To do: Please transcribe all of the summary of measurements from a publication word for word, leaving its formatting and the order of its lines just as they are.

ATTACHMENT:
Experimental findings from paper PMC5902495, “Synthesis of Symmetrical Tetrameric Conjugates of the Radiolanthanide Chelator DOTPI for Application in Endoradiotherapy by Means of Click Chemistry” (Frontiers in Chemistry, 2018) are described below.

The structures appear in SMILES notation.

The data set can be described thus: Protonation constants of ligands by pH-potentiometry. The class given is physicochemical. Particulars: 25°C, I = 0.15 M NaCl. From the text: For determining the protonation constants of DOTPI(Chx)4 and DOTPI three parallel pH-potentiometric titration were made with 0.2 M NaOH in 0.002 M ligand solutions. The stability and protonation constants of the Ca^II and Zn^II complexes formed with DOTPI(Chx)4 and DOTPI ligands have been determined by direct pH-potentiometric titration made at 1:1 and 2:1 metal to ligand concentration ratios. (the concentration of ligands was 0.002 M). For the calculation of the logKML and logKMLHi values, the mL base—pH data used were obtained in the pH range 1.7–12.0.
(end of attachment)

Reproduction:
Experimental findings from paper PMC5902495, “Synthesis of Symmetrical Tetrameric Conjugates of the Radiolanthanide Chelator DOTPI for Application in Endoradiotherapy by Means of Click Chemistry” (Frontiers in Chemistry, 2018) are described below.

The structures appear in SMILES notation.

The data set can be described thus: Protonation constants of ligands by pH-potentiometry. The class given is physicochemical. Particulars: 25°C, I = 0.15 M NaCl. From the text: For determining the protonation constants of DOTPI(Chx)4 and DOTPI three parallel pH-potentiometric titration were made with 0.2 M NaOH in 0.002 M ligand solutions. The stability and protonation constants of the Ca^II and Zn^II complexes formed with DOTPI(Chx)4 and DOTPI ligands have been determined by direct pH-potentiometric titration made at 1:1 and 2:1 metal to ligand concentration ratios. (the concentration of ligands was 0.002 M). For the calculation of the logKML and logKMLHi values, the mL base—pH data used were obtained in the pH range 1.7–12.0.